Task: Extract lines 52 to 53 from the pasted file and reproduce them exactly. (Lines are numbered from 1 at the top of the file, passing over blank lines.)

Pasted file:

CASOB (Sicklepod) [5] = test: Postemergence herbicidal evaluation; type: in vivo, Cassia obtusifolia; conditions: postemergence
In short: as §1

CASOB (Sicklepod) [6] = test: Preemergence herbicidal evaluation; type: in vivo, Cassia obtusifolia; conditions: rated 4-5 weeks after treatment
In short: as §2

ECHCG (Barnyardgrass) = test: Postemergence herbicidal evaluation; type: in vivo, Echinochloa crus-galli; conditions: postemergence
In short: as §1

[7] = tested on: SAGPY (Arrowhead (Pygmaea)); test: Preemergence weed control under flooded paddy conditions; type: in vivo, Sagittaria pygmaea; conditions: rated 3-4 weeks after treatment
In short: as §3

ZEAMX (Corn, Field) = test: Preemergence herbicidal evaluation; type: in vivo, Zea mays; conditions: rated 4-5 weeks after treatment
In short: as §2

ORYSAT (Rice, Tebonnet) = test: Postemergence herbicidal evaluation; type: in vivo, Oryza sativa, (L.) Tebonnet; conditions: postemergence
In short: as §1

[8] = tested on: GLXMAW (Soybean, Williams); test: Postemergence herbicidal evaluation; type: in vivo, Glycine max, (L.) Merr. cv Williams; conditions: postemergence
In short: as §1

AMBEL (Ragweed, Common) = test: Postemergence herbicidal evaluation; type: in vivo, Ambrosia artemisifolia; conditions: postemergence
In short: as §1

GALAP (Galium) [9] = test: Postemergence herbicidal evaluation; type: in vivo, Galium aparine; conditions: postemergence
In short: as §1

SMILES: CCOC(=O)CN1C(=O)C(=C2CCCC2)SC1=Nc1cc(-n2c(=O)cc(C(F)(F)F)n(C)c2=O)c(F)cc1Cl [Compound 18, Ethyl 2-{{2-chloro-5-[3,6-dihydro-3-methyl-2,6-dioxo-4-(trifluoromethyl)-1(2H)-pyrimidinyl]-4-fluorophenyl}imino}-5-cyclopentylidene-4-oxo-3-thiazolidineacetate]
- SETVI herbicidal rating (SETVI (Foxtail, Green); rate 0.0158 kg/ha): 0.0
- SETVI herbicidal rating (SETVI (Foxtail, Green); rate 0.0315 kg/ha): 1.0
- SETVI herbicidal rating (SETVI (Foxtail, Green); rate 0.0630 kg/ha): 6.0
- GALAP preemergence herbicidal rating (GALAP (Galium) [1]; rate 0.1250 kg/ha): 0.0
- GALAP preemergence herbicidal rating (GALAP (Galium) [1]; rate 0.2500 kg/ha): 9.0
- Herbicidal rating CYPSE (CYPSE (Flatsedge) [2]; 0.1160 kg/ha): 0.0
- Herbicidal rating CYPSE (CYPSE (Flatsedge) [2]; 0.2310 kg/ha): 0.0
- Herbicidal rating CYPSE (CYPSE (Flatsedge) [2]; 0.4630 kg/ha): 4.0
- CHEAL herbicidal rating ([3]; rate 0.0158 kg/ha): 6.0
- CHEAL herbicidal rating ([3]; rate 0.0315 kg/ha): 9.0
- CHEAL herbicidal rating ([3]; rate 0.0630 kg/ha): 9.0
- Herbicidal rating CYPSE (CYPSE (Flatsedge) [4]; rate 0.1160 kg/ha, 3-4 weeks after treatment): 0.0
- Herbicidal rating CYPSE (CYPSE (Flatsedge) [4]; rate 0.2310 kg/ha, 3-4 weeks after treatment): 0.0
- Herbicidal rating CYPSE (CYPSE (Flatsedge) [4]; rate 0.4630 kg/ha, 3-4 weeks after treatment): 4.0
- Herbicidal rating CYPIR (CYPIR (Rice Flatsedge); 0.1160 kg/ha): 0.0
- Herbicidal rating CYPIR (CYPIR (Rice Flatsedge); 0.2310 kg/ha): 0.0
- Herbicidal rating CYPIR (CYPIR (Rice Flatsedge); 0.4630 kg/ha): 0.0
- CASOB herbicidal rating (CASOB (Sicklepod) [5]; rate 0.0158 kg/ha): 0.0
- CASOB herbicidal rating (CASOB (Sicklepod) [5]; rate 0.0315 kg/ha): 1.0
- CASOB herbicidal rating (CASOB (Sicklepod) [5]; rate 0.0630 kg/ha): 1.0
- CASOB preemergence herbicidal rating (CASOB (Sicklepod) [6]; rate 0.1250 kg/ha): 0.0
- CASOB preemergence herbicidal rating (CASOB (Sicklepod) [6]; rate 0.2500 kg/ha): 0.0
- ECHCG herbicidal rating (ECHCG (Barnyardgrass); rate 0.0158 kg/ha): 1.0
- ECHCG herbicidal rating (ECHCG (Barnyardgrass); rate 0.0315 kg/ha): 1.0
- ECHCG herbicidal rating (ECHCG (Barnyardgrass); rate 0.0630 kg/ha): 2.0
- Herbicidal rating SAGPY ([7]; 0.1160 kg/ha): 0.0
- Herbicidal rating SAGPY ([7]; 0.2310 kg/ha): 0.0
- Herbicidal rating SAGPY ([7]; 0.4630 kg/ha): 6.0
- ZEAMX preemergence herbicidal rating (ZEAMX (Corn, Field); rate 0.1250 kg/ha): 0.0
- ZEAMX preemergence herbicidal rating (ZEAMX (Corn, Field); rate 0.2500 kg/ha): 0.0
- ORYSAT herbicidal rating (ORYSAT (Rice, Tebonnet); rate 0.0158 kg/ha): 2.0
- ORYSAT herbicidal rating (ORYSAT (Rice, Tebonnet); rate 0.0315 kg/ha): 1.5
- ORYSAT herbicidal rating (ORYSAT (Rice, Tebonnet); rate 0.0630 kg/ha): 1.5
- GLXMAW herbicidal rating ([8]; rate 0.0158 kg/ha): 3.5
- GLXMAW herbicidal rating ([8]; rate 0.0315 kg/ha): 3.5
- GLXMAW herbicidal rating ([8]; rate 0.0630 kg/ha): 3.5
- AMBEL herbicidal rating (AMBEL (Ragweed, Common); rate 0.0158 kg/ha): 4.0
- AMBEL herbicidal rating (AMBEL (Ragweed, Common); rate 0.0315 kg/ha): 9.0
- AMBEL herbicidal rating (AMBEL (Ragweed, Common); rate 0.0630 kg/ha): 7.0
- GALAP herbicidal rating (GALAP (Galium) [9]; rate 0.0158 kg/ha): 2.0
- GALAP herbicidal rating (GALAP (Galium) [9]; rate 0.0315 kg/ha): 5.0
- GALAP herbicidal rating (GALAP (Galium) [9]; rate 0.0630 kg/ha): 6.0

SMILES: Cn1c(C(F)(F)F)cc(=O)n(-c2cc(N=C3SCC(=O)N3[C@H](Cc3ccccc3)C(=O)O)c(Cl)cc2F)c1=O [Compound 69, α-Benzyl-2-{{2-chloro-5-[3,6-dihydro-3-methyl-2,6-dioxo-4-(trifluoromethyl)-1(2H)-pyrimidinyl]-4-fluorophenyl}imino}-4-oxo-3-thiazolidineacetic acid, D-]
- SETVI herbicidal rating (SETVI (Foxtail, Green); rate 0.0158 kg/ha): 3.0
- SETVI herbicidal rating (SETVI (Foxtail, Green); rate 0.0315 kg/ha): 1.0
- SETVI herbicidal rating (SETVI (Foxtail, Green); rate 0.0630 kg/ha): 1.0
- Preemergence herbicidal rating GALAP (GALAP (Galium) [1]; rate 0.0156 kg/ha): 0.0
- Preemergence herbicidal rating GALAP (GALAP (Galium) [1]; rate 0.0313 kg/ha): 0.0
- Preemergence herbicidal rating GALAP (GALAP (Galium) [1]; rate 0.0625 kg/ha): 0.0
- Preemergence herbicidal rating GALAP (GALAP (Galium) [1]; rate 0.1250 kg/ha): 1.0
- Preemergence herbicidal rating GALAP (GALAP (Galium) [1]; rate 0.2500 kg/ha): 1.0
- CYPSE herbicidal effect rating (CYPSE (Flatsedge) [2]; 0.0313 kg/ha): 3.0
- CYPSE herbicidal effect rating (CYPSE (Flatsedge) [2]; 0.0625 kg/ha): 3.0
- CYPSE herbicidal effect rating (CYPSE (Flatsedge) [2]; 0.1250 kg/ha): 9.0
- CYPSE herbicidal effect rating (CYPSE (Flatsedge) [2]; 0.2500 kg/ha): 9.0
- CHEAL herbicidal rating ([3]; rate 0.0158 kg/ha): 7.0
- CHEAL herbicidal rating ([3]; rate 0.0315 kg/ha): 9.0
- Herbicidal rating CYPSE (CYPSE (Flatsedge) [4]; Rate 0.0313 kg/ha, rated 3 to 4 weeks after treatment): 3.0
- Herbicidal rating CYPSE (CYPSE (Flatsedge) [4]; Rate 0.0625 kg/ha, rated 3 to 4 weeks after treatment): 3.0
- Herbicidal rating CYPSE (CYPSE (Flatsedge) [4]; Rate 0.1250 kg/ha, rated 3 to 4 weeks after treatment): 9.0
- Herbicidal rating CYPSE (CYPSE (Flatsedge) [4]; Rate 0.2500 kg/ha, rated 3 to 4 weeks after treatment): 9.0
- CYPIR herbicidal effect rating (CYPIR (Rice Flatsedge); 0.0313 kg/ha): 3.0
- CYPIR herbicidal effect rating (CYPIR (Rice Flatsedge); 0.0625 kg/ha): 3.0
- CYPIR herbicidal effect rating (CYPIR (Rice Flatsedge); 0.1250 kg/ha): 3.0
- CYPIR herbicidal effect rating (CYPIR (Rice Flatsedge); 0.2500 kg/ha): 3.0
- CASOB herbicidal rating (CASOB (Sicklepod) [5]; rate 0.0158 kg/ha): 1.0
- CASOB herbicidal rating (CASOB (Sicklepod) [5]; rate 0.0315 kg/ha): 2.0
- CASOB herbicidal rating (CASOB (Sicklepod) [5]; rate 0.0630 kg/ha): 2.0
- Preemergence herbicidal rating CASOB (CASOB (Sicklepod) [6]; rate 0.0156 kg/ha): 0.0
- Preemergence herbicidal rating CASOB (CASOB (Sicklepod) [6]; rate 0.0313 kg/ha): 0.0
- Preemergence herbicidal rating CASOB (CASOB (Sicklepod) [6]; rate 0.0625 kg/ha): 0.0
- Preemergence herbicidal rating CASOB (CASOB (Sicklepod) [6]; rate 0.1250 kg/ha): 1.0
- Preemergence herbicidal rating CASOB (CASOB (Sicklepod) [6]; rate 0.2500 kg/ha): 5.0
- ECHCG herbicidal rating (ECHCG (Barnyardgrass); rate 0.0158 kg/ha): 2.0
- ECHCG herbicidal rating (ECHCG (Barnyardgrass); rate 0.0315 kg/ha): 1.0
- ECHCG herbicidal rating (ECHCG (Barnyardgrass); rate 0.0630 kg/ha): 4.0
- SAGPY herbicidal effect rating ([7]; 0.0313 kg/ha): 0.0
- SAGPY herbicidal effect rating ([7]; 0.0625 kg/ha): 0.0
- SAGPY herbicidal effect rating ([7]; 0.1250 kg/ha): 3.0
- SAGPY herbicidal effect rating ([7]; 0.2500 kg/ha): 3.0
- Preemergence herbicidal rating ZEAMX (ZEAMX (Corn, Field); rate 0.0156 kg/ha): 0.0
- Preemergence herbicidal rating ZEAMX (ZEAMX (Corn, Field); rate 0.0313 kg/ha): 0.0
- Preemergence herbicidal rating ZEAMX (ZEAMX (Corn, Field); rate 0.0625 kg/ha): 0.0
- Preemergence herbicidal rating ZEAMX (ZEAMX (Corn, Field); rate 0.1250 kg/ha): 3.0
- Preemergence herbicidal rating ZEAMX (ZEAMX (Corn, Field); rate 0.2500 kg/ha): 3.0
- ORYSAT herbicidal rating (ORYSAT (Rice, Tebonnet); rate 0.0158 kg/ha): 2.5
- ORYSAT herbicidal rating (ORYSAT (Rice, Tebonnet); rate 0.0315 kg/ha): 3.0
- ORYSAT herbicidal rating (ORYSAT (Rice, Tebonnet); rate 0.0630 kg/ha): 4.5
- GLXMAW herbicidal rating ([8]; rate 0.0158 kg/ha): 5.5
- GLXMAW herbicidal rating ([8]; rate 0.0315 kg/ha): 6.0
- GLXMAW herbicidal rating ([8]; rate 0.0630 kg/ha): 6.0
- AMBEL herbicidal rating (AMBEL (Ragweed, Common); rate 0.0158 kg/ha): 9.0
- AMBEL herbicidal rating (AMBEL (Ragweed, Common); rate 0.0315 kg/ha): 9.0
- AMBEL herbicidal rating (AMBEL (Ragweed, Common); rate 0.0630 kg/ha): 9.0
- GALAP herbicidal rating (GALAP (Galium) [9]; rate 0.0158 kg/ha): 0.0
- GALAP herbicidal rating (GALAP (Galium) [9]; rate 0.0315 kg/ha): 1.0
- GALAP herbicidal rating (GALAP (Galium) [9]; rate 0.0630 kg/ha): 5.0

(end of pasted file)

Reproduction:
- ORYSAT herbicidal rating (ORYSAT (Rice, Tebonnet); rate 0.0630 kg/ha): 1.5
- GLXMAW herbicidal rating ([8]; rate 0.0158 kg/ha): 3.5